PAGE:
Medical Editor: John P. Cunha, DO, FACOEP
What Is Farxiga?
What Are Side Effects of Farxiga?
Common side effects of Farxiga include:
- yeast infections of the vagina or penis,
- urinary tract infections,
- changes in urination (including urgent need to urinate more often, discomfort when urinating, urinating in larger amounts, or at night),
- sore throat,
- runny or stuffy nose,
- back pain,
- elevated cholesterol or fat in the blood, or
- pain in the extremities.
Dosage for Farxiga
The recommended starting dose of Farxiga is 5 mg once daily, taken in the morning, with or without food.
What Drugs, Substances, or Supplements Interact with Farxiga?
Farxiga may interact with other drugs. Tell your doctor all medications and supplements you use.
Farxiga During Pregnancy and Breastfeeding
During pregnancy, Farxiga should be used only if prescribed. It is unknown if this drug passes into breast milk. Consult your doctor before breastfeeding.
Our Farxiga (dapagliflozin) Side Effects Drug Center provides a comprehensive view of available drug information on the potential side effects when taking this medication.
This is not a complete list of side effects and others may occur. Call your doctor for medical advice about side effects. You may report side effects to FDA at 1-800-FDA-1088.
The following important adverse reactions are described below and elsewhere in the labeling:
- Volume Depletion [see WARNINGS AND PRECAUTIONS]
- Ketoacidosis in Patients with Diabetes Mellitus [see WARNINGS AND PRECAUTIONS]
- Urosepsis and Pyelonephritis [see WARNINGS AND PRECAUTIONS]
- Hypoglycemia with Concomitant Use with Insulin and Insulin Secretagogues [see WARNINGS AND PRECAUTIONS]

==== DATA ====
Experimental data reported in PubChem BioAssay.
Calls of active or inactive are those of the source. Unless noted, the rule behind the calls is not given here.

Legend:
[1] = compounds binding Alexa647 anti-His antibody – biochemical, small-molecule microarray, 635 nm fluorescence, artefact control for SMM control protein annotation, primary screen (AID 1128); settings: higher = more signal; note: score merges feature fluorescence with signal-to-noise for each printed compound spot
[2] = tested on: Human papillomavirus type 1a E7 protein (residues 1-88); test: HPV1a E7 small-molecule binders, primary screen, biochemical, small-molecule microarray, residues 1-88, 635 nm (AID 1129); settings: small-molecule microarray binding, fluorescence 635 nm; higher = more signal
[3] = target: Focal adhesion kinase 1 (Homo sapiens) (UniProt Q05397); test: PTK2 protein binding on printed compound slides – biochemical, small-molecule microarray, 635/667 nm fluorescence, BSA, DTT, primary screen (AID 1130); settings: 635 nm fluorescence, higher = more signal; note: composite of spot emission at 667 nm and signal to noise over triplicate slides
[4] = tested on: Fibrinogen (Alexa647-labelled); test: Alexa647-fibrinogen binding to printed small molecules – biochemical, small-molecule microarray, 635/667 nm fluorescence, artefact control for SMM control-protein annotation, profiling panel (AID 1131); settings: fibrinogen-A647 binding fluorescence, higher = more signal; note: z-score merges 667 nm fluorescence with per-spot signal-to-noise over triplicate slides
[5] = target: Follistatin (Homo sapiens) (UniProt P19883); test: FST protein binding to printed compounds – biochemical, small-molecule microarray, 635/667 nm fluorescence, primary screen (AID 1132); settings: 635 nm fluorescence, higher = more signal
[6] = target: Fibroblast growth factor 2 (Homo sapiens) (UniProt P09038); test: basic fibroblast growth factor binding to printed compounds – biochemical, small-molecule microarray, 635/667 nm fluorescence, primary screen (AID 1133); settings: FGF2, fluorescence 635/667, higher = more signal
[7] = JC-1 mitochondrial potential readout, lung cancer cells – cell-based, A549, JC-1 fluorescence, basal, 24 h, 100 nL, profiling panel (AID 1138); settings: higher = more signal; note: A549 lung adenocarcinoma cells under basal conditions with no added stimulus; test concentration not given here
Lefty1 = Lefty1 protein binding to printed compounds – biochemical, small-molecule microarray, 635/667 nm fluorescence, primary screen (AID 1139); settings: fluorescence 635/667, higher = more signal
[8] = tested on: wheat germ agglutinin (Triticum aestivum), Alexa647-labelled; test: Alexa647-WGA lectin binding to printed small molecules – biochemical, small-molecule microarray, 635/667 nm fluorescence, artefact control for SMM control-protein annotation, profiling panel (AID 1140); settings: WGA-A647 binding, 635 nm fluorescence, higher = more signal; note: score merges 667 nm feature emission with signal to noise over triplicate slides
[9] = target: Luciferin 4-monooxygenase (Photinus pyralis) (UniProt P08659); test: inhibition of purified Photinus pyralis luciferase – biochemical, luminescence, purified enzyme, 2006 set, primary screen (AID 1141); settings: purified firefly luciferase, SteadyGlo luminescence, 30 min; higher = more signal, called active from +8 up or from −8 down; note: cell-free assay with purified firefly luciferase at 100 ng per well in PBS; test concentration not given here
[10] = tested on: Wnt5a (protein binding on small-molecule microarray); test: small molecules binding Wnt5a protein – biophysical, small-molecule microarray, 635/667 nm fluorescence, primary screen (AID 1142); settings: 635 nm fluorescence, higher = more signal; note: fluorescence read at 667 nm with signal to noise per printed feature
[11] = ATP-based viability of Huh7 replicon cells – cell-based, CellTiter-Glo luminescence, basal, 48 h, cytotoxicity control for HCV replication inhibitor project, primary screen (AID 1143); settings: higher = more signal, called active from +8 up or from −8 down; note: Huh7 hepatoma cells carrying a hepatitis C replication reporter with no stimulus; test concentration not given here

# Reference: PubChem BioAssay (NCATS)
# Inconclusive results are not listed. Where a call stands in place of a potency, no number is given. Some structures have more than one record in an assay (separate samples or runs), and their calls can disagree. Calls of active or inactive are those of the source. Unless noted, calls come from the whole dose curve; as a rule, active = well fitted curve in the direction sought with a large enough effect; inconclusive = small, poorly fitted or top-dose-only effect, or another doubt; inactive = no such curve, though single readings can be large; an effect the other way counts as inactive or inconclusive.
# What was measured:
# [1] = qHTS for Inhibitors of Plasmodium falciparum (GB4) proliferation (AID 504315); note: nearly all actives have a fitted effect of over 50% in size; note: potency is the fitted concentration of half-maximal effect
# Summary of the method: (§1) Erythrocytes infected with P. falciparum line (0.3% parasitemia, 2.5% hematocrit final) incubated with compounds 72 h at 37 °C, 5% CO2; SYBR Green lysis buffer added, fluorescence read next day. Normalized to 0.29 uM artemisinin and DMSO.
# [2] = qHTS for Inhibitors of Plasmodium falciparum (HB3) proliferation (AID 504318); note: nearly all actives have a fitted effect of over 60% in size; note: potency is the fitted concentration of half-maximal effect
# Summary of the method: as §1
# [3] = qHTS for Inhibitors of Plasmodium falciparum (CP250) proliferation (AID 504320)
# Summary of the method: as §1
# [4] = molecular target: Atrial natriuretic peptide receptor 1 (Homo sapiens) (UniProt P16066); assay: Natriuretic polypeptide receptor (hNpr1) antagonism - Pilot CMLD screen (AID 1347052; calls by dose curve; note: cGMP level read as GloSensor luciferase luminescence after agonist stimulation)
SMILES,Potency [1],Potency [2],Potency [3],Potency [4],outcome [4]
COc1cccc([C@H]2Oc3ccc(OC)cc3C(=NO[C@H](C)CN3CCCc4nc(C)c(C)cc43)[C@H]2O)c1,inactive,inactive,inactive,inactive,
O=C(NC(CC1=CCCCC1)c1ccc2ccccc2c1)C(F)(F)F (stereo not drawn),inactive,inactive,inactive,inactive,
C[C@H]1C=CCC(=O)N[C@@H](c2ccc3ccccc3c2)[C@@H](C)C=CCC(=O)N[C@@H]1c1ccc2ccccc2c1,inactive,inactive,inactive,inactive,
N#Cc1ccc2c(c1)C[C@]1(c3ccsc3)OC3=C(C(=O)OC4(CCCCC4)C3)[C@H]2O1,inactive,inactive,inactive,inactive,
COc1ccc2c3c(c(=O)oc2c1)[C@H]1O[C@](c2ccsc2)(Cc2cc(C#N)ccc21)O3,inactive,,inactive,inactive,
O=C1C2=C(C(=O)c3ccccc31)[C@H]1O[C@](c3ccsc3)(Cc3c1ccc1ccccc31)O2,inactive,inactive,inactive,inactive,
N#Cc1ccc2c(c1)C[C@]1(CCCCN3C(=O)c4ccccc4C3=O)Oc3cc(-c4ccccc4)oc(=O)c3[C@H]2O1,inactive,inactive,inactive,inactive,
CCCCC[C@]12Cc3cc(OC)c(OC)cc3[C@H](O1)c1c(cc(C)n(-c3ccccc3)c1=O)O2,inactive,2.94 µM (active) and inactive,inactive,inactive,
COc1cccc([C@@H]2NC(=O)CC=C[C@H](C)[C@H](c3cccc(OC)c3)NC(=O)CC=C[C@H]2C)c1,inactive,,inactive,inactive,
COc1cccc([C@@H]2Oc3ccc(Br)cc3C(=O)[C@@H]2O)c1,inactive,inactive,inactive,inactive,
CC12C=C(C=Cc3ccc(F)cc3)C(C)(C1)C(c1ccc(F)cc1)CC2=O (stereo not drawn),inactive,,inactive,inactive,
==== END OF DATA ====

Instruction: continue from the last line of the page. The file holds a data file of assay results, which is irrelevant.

- Necrotizing Fasciitis of the Perineum (Fournier’s Gangrene) [see WARNINGS AND PRECAUTIONS]
- Genital Mycotic Infections [see WARNINGS AND PRECAUTIONS]
Clinical Trials Experience
Because clinical trials are conducted under widely varying conditions, adverse reaction rates observed in the clinical trials of a drug cannot be directly compared to rates in the clinical trials of another drug and may not reflect the rates observed in clinical practice.
FARXIGA has been evaluated in clinical trials in patients with type 2 diabetes mellitus and in patients with heart failure. The overall safety profile of FARXIGA was consistent across the studied indications. Severe hypoglycemia and diabetic ketoacidosis (DKA) were observed only in patients with diabetes mellitus.
Clinical Trials In Patients With Type 2 Diabetes Mellitus
Pool of 12 Placebo-Controlled Studies for FARXIGA 5 and 10 mg for Glycemic Control
The data in Table 1 is derived from 12 glycemic control placebo-controlled studies in patients with type 2 diabetes mellitus ranging from 12 to 24 weeks. In 4 studies FARXIGA was used as monotherapy, and in 8 studies FARXIGA was used as add-on to background antidiabetic therapy or as combination therapy with metformin [see Clinical Studies].
These data reflect exposure of 2338 patients to FARXIGA with a mean exposure duration of 21 weeks. Patients received placebo (N=1393), FARXIGA 5 mg (N=1145), or FARXIGA 10 mg (N=1193) once daily. The mean age of the population was 55 years and 2% were older than 75 years of age. Fifty percent (50%) of the population were male; 81% were White, 14% were Asian, and 3% were Black or African American. At baseline, the population had diabetes for an average of 6 years, had a mean hemoglobin A1c (HbA1c) of 8.3%, and 21% had established microvascular complications of diabetes. Baseline renal function was normal or mildly impaired in 92% of patients and moderately impaired in 8% of patients (mean eGFR 86 mL/min/1.73 m2).
Table 2 shows common adverse reactions associated with the use of FARXIGA. These adverse reactions were not present at baseline, occurred more commonly on FARXIGA than on placebo, and occurred in at least 2% of patients treated with either FARXIGA 5 mg or FARXIGA 10 mg.
Table 2: Adverse Reactions in Placebo-Controlled Studies of Glycemic Control Reported in ≥2% of Patients Treated with FARXIGA
|Adverse Reaction||% of Patients|
|Pool of 12 Placebo-Controlled Studies|
|FARXIGA 5 mg|
|FARXIGA 10 mg|
|Female genital mycotic infections*||1.5||8.4||6.9|
|Urinary tract infections†||3.7||5.7||4.3|
|Male genital mycotic infections§||0.3||2.8||2.7|
|Discomfort with urination||0.7||1.6||2.1|
|Pain in extremity||1.4||2.0||1.7|
|* Genital mycotic infections include the following adverse reactions, listed in order of frequency reported for females: vulvovaginal mycotic infection, vaginal infection, vulvovaginal candidiasis, vulvovaginitis, genital infection, genital candidiasis, fungal genital infection, vulvitis, genitourinary tract infection, vulval abscess, and vaginitis bacterial. (N for females: Placebo=677, FARXIGA 5 mg=581, FARXIGA 10 mg=598).|